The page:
Adams County Drug Court celebrates one-year anniversary
Participants in the Adams County Drug Court will celebrate the one-year anniversary of the program today, May 18, in Natchez. A program is planned for 6:30 p.m. at Pilgrim Baptist Church on Wilson Road in Natchez.
Twenty-five people are now enrolled in the program, said Circuit Judge Lillie Blackmon Sanders. Two of the original participants are on target to complete the 18-month program on time six months from now.
The Adams County Drug Court anniversary celebration coincides with National Drug Court Month. Graduation ceremonies and other special activities are being conducted in courts throughout the country this month. As of December 2004, 1,621 drug courts were in operation nationwide, according to the National Association of Drug Court Professionals. Thirteen Drug Courts operate in Mississippi.
Judge Sanders began meeting with Drug Court participants in Adams County Circuit Court a year ago. In June, she hopes to expand the program to Wilkinson County. She had plans to begin accepting Drug Court participants in Amite and Franklin counties by the end of the year.
Judge Sanders said, “Drug Court has become for me a passion. I viewed it initially as a burden.”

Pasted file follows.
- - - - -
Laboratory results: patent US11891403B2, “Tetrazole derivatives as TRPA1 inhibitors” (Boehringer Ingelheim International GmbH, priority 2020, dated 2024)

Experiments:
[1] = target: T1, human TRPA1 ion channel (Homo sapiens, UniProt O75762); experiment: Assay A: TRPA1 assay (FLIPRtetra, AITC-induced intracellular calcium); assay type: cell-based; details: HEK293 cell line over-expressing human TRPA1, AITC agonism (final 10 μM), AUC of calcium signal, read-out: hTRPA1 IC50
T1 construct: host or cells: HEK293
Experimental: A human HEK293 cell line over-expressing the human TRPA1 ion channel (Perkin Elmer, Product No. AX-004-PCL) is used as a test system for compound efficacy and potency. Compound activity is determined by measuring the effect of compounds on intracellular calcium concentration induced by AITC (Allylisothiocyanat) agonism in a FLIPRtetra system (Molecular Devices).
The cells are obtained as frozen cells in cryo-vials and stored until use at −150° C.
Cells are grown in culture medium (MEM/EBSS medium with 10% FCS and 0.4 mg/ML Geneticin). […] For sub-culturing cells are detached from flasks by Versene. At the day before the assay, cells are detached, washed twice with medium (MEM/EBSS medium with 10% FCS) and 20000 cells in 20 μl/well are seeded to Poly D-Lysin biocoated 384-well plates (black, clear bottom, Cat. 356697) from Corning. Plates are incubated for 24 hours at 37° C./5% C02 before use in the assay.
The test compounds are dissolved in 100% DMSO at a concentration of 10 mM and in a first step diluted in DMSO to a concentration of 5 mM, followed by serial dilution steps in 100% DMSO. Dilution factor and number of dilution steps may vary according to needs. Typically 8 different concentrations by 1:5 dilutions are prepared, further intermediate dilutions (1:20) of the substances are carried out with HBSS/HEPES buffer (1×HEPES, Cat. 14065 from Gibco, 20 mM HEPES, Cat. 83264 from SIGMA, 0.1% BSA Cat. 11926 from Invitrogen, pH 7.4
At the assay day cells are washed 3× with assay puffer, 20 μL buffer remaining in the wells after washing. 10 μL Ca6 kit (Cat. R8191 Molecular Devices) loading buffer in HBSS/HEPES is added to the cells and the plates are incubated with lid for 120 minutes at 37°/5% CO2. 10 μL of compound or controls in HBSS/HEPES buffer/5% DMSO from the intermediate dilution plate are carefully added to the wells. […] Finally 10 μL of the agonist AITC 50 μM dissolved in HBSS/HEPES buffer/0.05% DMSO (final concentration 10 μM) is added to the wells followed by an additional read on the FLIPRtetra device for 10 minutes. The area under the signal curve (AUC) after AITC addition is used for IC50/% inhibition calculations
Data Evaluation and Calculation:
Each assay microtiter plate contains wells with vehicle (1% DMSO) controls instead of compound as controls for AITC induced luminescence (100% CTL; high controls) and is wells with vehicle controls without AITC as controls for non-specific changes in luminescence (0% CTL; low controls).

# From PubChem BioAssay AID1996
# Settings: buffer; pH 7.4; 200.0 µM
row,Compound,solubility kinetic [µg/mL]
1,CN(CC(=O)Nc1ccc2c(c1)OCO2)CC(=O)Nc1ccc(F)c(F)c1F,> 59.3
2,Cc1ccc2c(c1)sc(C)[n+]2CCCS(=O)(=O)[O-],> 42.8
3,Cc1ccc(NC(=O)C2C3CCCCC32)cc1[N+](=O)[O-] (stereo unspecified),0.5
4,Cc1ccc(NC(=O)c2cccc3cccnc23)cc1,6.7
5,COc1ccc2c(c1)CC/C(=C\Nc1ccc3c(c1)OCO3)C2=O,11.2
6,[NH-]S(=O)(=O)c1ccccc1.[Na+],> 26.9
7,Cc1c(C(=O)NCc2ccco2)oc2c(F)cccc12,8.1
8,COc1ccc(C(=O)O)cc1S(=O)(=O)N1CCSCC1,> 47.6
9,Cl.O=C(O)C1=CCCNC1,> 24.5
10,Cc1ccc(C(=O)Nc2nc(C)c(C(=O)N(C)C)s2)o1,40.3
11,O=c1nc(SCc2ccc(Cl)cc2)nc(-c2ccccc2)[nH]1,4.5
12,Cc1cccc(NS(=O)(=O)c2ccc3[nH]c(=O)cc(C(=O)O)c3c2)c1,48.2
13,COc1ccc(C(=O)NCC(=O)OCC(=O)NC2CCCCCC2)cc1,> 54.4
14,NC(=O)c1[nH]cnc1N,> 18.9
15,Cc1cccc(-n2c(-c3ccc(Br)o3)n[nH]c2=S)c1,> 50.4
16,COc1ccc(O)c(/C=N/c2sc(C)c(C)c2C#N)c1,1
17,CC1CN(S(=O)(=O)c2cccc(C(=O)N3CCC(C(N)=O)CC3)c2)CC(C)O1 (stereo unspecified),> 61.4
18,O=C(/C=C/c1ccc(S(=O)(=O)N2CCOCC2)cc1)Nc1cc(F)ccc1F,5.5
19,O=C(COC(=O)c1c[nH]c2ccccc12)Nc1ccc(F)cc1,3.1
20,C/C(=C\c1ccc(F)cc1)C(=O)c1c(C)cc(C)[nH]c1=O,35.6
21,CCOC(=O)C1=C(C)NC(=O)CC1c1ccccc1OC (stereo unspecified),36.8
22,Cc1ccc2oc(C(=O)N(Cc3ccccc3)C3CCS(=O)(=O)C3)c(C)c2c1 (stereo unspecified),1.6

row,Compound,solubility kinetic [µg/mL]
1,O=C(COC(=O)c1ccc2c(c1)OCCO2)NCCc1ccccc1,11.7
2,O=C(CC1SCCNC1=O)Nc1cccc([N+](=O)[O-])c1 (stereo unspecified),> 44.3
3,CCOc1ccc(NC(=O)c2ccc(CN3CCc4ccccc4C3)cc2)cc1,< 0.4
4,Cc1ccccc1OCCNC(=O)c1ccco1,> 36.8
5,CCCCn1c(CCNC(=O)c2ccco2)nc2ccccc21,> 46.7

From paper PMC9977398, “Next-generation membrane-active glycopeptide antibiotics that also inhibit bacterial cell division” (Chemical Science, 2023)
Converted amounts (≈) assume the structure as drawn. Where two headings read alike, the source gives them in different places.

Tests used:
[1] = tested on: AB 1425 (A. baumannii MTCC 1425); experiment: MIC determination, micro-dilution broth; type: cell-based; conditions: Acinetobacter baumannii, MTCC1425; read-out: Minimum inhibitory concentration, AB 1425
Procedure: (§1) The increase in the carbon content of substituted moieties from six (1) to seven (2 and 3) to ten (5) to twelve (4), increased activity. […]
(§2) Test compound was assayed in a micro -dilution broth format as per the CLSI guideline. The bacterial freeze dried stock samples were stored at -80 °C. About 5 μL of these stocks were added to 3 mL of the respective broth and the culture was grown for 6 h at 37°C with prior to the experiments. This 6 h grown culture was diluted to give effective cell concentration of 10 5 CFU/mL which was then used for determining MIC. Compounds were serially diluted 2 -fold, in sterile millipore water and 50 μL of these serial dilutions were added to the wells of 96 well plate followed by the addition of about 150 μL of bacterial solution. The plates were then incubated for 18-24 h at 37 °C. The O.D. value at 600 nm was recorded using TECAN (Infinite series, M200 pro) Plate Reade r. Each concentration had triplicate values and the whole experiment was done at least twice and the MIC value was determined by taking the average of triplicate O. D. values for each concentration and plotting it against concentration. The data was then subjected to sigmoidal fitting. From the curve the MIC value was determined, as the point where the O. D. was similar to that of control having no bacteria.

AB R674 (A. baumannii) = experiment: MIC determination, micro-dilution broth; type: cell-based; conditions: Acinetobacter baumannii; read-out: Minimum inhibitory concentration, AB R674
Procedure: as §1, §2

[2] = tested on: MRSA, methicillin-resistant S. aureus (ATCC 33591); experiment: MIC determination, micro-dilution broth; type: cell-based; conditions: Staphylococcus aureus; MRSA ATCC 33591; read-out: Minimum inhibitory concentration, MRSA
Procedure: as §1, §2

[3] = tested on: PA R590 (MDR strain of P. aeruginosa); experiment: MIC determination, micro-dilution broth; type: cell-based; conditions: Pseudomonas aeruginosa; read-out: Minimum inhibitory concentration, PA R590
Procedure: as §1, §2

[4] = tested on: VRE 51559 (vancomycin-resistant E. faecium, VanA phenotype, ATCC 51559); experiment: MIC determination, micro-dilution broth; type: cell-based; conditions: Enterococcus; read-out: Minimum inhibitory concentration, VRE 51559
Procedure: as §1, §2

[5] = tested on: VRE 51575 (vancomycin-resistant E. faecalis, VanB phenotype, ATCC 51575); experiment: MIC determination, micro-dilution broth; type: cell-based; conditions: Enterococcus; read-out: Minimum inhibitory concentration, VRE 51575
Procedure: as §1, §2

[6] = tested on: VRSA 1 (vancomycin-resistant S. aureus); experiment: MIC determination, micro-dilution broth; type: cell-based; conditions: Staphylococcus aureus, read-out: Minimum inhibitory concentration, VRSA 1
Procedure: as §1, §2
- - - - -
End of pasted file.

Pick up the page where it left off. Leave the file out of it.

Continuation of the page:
Drug Courts in Mississippi are special courts which seek to rehabilitate drug-using offenders through drug treatment and intense supervision with drug testing and frequent court appearances. Drug courts offer the incentive of a chance to remain out of jail, and the sanction of a jail sentence if participants fail to remain drug-free and in compliance with all program requirements. Participants are required to work.
“I see us helping people,” Judge Sanders said. She says proudly of the 25 now enrolled, “None of them have committed another crime since they have been in Drug Court. We have 25 less victims out there. Most of them have gotten jobs. They are doing things they never would have imagined doing.”
The 18-month program begins with 30 to 45 days of drug treatment. After that, participants meet weekly with a Drug Court case manager and once every two weeks with Judge Sanders. Participants are subjected to frequent drug testing, supervision by members of the Drug Court team, and the sanction of going back to jail if they use drugs.
The odds are high that drug addicts will use drugs again. There have been some lapses. Judge Sanders recalled one man who celebrated getting a new job. “He ended up celebrating too much” and used drugs. “I almost cried,” she said.
“We are going to beat the odds. We are going to clean up everybody,” she said. The Adams County Drug Court does its work with existing court staff and volunteers. Judge Sanders, who led the effort to create Drug Court, gives the staff and volunteers credit for making the program work.
“It’s our Drug Court. We are a team. It belongs to all of us,” she said.
For more information about drug court programs in Mississippi, go to the web site of the Mississippi Supreme Court at www.mssc.state.ms.us and click on AOC.